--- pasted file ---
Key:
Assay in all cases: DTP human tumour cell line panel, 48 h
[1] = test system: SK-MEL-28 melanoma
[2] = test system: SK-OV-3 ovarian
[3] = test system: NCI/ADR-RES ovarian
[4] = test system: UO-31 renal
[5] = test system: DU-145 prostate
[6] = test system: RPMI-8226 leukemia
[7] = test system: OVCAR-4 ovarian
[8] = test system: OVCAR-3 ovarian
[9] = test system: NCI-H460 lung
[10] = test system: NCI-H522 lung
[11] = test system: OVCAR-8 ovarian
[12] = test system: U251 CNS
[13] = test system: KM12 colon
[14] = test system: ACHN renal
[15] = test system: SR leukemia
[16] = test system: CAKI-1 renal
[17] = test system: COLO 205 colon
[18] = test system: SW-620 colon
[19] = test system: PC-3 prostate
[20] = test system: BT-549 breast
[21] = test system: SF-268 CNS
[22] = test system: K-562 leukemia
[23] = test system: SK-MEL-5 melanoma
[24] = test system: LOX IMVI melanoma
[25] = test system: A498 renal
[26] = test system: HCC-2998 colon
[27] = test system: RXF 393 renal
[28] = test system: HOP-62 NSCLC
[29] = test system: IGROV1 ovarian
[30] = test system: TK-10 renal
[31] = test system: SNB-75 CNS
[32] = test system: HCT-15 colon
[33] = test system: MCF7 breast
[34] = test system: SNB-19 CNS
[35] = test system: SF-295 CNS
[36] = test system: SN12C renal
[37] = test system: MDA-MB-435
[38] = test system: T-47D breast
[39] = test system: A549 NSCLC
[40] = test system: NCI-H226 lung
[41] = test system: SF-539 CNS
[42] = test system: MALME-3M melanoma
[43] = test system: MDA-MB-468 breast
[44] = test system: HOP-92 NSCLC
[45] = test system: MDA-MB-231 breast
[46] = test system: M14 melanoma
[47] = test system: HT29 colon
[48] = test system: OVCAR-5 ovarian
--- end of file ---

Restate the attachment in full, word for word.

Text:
Key:
Assay in all cases: DTP human tumour cell line panel, 48 h
[1] = test system: SK-MEL-28 melanoma
[2] = test system: SK-OV-3 ovarian
[3] = test system: NCI/ADR-RES ovarian
[4] = test system: UO-31 renal
[5] = test system: DU-145 prostate
[6] = test system: RPMI-8226 leukemia
[7] = test system: OVCAR-4 ovarian
[8] = test system: OVCAR-3 ovarian
[9] = test system: NCI-H460 lung
[10] = test system: NCI-H522 lung
[11] = test system: OVCAR-8 ovarian
[12] = test system: U251 CNS
[13] = test system: KM12 colon
[14] = test system: ACHN renal
[15] = test system: SR leukemia
[16] = test system: CAKI-1 renal
[17] = test system: COLO 205 colon
[18] = test system: SW-620 colon
[19] = test system: PC-3 prostate
[20] = test system: BT-549 breast
[21] = test system: SF-268 CNS
[22] = test system: K-562 leukemia
[23] = test system: SK-MEL-5 melanoma
[24] = test system: LOX IMVI melanoma
[25] = test system: A498 renal
[26] = test system: HCC-2998 colon
[27] = test system: RXF 393 renal
[28] = test system: HOP-62 NSCLC
[29] = test system: IGROV1 ovarian
[30] = test system: TK-10 renal
[31] = test system: SNB-75 CNS
[32] = test system: HCT-15 colon
[33] = test system: MCF7 breast
[34] = test system: SNB-19 CNS
[35] = test system: SF-295 CNS
[36] = test system: SN12C renal
[37] = test system: MDA-MB-435
[38] = test system: T-47D breast
[39] = test system: A549 NSCLC
[40] = test system: NCI-H226 lung
[41] = test system: SF-539 CNS
[42] = test system: MALME-3M melanoma
[43] = test system: MDA-MB-468 breast
[44] = test system: HOP-92 NSCLC
[45] = test system: MDA-MB-231 breast
[46] = test system: M14 melanoma
[47] = test system: HT29 colon
[48] = test system: OVCAR-5 ovarian